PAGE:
THE State Coroner will investigate the death of an elderly woman who died after being treated by a drug-stealing paramedic.
But Margaret Vipond's family and the State Opposition also want an investigation into the way Ambulance Victoria has handled its safety assessment of the hundreds of patients treated by rogue paramedics.
The 80-year-old died in hospital five weeks after a heart attack on Christmas Day, 2010, at her home near Yarrawonga.
Shortly after she died, Mrs Vipond's grandson, Nathan Vipond, was told by another paramedic who attended the scene that she had received saline instead of the powerful painkiller fentanyl.
The Yarrawonga paramedic involved escaped a criminal conviction and was dealt with through a diversion program.
Then late last year, two Melbourne paramedics were arrested by police after allegedly siphoning the highly addictive painkillers and refilling vials with tap water.
Ambulance Victoria has maintained that while these patients may have had compromised pain relief, they were not "harmed".
There have been seven ambulance officers accused of drug thefts in the past four years.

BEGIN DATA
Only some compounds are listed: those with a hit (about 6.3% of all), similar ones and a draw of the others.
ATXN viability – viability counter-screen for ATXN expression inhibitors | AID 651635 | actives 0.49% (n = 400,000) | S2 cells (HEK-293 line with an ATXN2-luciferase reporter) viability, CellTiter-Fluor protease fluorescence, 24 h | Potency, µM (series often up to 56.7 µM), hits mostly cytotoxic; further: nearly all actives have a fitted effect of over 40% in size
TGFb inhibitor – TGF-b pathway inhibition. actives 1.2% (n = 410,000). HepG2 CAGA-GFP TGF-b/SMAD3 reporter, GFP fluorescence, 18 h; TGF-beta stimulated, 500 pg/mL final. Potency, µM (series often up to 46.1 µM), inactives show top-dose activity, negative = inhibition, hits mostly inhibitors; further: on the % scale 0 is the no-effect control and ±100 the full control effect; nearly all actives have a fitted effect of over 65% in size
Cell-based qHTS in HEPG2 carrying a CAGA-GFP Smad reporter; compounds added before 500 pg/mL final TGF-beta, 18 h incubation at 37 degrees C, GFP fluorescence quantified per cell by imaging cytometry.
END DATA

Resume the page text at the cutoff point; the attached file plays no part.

But Mr Vipond said his family believed patient outcomes could have been affected by the drug swipes and want a more thorough investigation.
"They wanted to sweep it under the carpet. I'm definitely not satisfied with Ambulance Victoria and their response," Mr Vipond said.
"That's the question we don't have an answer to. If she received the drug, would her body have been able to cope with the massive heart attack she had?
"That's why pain relief is issued, so the body can cope with the trauma and stabilise enough to get them to hospital."
Ambulance Victoria's Hume regional manager Gary Cook said after the fentanyl substitutions came to light, they contacted patients who could have been affected. They found most patients had also been given other pain relief.
Opposition parliamentary secretary for health Wade Noonan has also written to the Victorian Ombudsman calling for an investigation into Ambulance Victoria's handling of the drug theft and its impact on patients.
"There are some serious questions that remain unanswered," Mr Noonan said.
Read more on the Herald Sun.